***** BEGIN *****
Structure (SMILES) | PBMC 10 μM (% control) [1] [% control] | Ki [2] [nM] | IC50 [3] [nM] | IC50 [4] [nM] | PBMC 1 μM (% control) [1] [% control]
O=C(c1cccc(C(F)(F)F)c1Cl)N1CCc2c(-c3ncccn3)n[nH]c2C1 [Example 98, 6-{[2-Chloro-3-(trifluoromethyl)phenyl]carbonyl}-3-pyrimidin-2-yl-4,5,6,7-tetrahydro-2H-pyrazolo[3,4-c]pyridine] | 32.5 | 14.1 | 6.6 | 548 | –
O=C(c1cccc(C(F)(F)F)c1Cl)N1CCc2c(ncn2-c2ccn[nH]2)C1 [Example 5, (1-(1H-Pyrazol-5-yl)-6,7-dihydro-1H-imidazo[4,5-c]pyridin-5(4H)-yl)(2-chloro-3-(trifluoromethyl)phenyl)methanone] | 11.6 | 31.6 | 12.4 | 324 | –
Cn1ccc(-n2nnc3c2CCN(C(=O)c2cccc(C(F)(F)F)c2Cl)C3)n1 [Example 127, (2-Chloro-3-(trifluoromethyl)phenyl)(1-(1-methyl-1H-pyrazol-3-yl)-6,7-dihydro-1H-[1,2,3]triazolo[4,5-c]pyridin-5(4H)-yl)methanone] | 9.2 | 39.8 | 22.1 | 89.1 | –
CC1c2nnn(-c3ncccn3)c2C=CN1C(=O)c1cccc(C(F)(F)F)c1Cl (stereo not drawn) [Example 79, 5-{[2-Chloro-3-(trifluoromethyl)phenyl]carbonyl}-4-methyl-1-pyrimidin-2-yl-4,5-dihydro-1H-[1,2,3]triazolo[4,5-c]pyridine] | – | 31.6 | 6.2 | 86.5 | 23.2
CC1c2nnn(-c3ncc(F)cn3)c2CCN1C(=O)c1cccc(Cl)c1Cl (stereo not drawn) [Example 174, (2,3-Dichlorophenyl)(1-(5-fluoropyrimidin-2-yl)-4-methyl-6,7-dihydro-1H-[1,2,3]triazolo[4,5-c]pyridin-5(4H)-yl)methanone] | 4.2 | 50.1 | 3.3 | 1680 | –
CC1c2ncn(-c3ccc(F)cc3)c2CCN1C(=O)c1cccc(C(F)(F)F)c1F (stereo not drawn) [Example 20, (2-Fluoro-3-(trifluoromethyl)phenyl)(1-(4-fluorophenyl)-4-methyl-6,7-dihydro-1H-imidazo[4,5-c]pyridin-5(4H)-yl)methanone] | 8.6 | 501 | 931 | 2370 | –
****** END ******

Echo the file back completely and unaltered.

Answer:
Structure (SMILES) | PBMC 10 μM (% control) [1] [% control] | Ki [2] [nM] | IC50 [3] [nM] | IC50 [4] [nM] | PBMC 1 μM (% control) [1] [% control]
O=C(c1cccc(C(F)(F)F)c1Cl)N1CCc2c(-c3ncccn3)n[nH]c2C1 [Example 98, 6-{[2-Chloro-3-(trifluoromethyl)phenyl]carbonyl}-3-pyrimidin-2-yl-4,5,6,7-tetrahydro-2H-pyrazolo[3,4-c]pyridine] | 32.5 | 14.1 | 6.6 | 548 | –
O=C(c1cccc(C(F)(F)F)c1Cl)N1CCc2c(ncn2-c2ccn[nH]2)C1 [Example 5, (1-(1H-Pyrazol-5-yl)-6,7-dihydro-1H-imidazo[4,5-c]pyridin-5(4H)-yl)(2-chloro-3-(trifluoromethyl)phenyl)methanone] | 11.6 | 31.6 | 12.4 | 324 | –
Cn1ccc(-n2nnc3c2CCN(C(=O)c2cccc(C(F)(F)F)c2Cl)C3)n1 [Example 127, (2-Chloro-3-(trifluoromethyl)phenyl)(1-(1-methyl-1H-pyrazol-3-yl)-6,7-dihydro-1H-[1,2,3]triazolo[4,5-c]pyridin-5(4H)-yl)methanone] | 9.2 | 39.8 | 22.1 | 89.1 | –
CC1c2nnn(-c3ncccn3)c2C=CN1C(=O)c1cccc(C(F)(F)F)c1Cl (stereo not drawn) [Example 79, 5-{[2-Chloro-3-(trifluoromethyl)phenyl]carbonyl}-4-methyl-1-pyrimidin-2-yl-4,5-dihydro-1H-[1,2,3]triazolo[4,5-c]pyridine] | – | 31.6 | 6.2 | 86.5 | 23.2
CC1c2nnn(-c3ncc(F)cn3)c2CCN1C(=O)c1cccc(Cl)c1Cl (stereo not drawn) [Example 174, (2,3-Dichlorophenyl)(1-(5-fluoropyrimidin-2-yl)-4-methyl-6,7-dihydro-1H-[1,2,3]triazolo[4,5-c]pyridin-5(4H)-yl)methanone] | 4.2 | 50.1 | 3.3 | 1680 | –
CC1c2ncn(-c3ccc(F)cc3)c2CCN1C(=O)c1cccc(C(F)(F)F)c1F (stereo not drawn) [Example 20, (2-Fluoro-3-(trifluoromethyl)phenyl)(1-(4-fluorophenyl)-4-methyl-6,7-dihydro-1H-imidazo[4,5-c]pyridin-5(4H)-yl)methanone] | 8.6 | 501 | 931 | 2370 | –